The germ leads to acute gastroenteritis, or vomiting and diarrhea, in healthy people, and potentially septic shock and necrotizing lesions. Good grief!
Does not sound like a good time, does it? To avoid this hateful pestilence and more make it a point to cook your rock bass and all other fish to minimum internal temperatures of 165 degrees F. That will reliably kill these germs, and save you from a gruesome fate.
Can You Eat Rock Bass Skin?
Yes, but the scales can make for unpleasant dining. Some people don’t mind them when eating a whole roasted fish, but generally you’ll want to scale and clean the rock bass before eating it.
Can You Eat Rock Bass Fins?
No. The fins are sharp and inedible, and pose a serious choking hazard. Remove and discard, or eat around them if you are cooking a whole fish.
Are Rock Bass Eggs Okay to Eat?
Yes, assuming you can find them somehow. Rock bass spawn late in the season, and since they are quite small you may need to look close and careful.
If you manage to get your hands on some of these eggs, then sure, go ahead and eat them. Just make sure they’re cooked through before consuming as with any other fish.
You can toss them in the pan to make a sort of scramble alongside you rock bass filet.
Should You Eat Rock Bass Bones?
No. Fish bones are notorious for choking people when inadvertently swallowed. I would hate to see what would happen if someone ate a bunch of them voluntarily.
However, like the bones of all bony fish, your rock bass’ bones can provide you with some good nutrition thanks to the marrow they contain.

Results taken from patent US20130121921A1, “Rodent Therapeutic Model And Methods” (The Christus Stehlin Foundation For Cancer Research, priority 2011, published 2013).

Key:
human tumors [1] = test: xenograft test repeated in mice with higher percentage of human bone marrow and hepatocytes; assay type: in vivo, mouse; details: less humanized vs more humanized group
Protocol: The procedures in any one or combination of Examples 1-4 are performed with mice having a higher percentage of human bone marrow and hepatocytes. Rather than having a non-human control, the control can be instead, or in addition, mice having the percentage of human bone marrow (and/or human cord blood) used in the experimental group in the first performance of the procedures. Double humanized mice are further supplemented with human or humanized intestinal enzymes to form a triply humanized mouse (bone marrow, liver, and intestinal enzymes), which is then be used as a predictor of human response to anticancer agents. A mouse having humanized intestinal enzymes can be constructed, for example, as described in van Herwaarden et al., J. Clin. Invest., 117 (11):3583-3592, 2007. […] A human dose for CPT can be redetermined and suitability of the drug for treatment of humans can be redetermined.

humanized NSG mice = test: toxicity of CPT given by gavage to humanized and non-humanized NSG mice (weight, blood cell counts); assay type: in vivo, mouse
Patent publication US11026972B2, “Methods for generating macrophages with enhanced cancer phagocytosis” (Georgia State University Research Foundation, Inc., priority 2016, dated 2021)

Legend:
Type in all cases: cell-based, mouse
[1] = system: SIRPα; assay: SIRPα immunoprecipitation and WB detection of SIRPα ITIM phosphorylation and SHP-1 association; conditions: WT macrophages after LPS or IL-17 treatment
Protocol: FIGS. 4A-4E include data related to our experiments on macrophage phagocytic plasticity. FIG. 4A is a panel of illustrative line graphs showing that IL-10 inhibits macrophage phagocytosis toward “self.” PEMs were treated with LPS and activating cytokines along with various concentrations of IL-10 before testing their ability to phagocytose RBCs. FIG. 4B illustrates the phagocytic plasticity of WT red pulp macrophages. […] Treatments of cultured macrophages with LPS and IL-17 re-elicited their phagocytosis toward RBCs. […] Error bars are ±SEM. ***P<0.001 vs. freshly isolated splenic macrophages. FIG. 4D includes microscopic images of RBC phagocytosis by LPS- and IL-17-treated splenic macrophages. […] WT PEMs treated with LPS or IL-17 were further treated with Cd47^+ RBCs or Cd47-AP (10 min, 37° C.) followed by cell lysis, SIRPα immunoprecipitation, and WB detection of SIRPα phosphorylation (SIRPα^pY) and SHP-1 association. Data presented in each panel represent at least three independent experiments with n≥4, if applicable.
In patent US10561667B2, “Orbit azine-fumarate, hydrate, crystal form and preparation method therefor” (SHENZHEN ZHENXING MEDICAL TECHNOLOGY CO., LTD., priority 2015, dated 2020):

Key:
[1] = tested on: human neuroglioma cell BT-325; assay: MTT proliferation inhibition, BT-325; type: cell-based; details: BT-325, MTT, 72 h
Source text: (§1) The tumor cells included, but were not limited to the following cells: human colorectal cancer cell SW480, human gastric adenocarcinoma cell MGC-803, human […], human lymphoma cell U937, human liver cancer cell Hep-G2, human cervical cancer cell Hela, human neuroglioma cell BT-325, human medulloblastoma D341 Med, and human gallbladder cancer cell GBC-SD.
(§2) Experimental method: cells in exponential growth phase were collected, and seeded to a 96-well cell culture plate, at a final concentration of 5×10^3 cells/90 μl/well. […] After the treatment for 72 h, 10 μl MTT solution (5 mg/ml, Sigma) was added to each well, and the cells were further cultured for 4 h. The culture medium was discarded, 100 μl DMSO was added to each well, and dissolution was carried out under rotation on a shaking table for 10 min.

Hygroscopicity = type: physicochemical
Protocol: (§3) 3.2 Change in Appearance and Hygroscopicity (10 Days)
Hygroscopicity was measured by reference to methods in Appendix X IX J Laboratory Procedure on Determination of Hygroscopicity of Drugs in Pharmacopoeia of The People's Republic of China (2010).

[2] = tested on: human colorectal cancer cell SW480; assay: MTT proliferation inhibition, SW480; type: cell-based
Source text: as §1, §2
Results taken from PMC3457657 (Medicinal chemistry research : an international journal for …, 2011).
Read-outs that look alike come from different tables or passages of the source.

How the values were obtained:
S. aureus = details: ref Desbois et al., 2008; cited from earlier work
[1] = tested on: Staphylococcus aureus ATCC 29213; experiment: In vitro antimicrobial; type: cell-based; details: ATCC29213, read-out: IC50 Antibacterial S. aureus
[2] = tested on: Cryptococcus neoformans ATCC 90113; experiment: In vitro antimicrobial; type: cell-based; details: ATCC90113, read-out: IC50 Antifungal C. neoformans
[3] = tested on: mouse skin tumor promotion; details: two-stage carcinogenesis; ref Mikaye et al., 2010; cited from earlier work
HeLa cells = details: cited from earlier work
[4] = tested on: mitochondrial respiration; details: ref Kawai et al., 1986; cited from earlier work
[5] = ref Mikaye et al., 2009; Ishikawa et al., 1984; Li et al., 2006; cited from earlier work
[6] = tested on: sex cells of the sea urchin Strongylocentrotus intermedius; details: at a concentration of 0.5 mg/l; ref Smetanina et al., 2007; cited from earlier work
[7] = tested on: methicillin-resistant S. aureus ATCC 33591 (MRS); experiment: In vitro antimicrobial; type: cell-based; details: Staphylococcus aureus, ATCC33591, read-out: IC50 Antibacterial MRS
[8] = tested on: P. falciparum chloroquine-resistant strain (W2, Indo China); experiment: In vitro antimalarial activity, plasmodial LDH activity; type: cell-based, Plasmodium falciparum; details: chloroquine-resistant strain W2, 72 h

To access this deliciousness, simply crack open the bones and carefully scrape out the marrow before lightly cooking it, or else boil the bones to steep it out into a highly nutritious broth that is perfect as the basis of a soup or stew.
Bone marrow is chock full of nutrients like amino acids, vitamins and minerals so it’s definitely worth the effort to get at, especially in a survival scenario.
Just make sure you discard the hard, inedible part and stick to eating the marrow from the bones, only!
How About Rock Bass Organs?
As horrendous as it sounds to most folks, fish guts are typically edible. When it comes to rock bass, the heart, liver and head all make for more edible protein and nutrients.
Like the meat, they should be cooked first. One good tip to make the internal organs more palatable is to cook them gently but thoroughly away from intense direct heat. That will make them very tough!
The stomach and intestines are edible, but only after an intense purging and cleaning. Most seasoned cooks recommend an intensive, multi-day brine before eating either, so these might be off the menu in your situation.
Also, inspect both very, very carefully: these are natural hiding places for various parasites that would be all too eager to infest you just the same.
As always, if there are any obvious signs of disease or strange appearance to the organs you should discard them and the fish entirely. There will be others!
Be Extra Cautious Eating Rock Bass Caught from Stagnant Water
Lastly, you must be extra cautious when assessing any rock bas, or any other fish, hauled out of particularly contaminated or stagnant water.
Fish caught from these sources are highly likely to be carrying contagious diseases or parasites, and may even contain toxic levels of chemical contamination in their flesh.
If possible, avoid them altogether or else inspect the fish very carefully before committing to cooking and eating.
This is especially true if you are fishing in an area with a history of industrial waste dumping or other environmental problems. In these cases it’s always best to be safe and fish somewhere else!
Tom Marlowe practically grew up with a gun in his hand, and has held all kinds of jobs in the gun industry: range safety, sales, instruction and consulting, Tom has the experience to help civilian shooters figure out what will work best for them.